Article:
In the midst of winter snowstorms, there’s something satisfying about visiting the Desert Room at the National Botanic Garden. Whereas many of the other chambers throughout the grounds are tropical and humid, the Desert Room’s atmosphere is warm and arid, carrying a simple silence that has a stark contrast to the bitter windchill of our known winter weather in Washington.
Deserts lack an abundance of vegetation, except for their cacti and succulent plants, which are fascinating evolutionary structures. Growing in dry areas that are subject to drought, cacti do what they must to conserve water. Over time, they’ve adapted in all sorts of ways. For one, unlike other plants, they’ve lost their leaves, and in place, have spines, which provide protection and shade from the elements.
Cactus pose in Yoga is a great choice for someone who wants to improve their posture. Align your spine! It’s your main source of strength. We spend much of our time forming bad habits of hunching over at desks, so it’s good to get into the practice of standing tall, like a cactus. Did you know that some saguaro cacti can grow up to 75 feet and live for over 150 years? Another interesting fact; it can take up to 75 years for a saguaro cactus to grow an arm. The cactus is a slow-growing species, storing its energy and resources, for it lives rainfall by rainfall.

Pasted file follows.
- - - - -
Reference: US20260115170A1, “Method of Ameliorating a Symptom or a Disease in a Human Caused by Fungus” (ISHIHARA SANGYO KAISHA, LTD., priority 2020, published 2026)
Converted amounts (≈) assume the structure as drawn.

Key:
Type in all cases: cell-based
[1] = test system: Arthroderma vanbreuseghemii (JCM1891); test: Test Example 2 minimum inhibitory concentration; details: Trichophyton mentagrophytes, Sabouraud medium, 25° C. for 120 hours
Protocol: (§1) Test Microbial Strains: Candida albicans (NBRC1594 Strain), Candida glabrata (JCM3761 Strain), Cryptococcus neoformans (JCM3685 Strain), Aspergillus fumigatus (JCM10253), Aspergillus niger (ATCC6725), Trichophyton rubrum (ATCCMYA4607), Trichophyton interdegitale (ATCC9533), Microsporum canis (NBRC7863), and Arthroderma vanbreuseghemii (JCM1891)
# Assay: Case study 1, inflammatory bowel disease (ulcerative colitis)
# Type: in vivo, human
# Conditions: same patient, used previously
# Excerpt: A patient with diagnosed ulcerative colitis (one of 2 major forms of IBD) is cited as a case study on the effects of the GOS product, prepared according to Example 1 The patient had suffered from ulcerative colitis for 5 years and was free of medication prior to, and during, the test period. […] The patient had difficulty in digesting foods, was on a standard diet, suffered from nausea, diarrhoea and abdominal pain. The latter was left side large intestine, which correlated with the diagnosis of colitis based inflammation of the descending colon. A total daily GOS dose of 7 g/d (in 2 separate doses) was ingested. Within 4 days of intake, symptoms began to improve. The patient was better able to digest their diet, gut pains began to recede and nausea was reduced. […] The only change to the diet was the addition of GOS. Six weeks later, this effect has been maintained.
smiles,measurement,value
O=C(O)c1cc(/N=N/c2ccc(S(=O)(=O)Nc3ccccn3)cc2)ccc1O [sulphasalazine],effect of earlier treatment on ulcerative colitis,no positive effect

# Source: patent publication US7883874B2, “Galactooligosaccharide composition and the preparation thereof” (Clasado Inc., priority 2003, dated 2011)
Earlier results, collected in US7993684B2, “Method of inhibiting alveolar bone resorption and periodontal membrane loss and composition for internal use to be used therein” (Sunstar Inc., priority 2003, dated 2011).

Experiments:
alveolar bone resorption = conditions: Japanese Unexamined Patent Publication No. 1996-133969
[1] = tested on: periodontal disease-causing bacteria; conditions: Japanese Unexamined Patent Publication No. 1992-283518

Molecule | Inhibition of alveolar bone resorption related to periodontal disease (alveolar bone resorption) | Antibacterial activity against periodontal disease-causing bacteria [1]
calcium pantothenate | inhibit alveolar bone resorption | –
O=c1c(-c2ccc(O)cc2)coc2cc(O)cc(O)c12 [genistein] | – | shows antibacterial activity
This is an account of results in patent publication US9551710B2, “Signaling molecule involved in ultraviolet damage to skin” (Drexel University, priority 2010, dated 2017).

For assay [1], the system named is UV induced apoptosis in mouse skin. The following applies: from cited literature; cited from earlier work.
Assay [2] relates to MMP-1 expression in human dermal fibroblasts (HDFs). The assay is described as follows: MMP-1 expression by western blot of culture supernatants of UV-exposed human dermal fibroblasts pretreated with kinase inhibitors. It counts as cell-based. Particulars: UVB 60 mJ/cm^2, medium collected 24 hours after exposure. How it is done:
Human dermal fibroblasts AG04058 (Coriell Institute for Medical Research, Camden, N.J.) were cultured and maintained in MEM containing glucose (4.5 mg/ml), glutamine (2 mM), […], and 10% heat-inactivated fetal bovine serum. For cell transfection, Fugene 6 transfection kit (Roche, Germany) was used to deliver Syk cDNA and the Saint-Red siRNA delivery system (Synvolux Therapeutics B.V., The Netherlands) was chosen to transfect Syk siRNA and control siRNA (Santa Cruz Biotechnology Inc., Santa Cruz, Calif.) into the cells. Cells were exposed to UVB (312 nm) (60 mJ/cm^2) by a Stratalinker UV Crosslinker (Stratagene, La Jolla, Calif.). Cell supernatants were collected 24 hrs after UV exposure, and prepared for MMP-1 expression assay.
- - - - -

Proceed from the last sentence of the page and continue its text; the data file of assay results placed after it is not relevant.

There are multiple variations for practicing cactus, but I’ll share the vertical version. Not only does it help with posture, but it’s great release for shoulder tightness. You’ll be blending Cactus pose with Chair pose here. Stand up, pull some intention into your navel for core energy, and put your arms in cactus position. Give yourself some saguaro arms by bending your elbows and extending your forearms. Check to see if your elbows are on the same plane as your shoulders. Then you’ll raise your palms skyward. Feel that extension in your hands, from your wrists to your palms and through your fingers. It’s important to make sure your feet are firmly planted. Your base is where Chair pose comes into place. Like any plant, it’s important to stay rooted to the earth. But give your knees a little bend to add some depth to the pose. Keep your dhristi forward, and if you feel so inclined, stick your tongue out, paying some homage to Kali. Repeat as much as desired.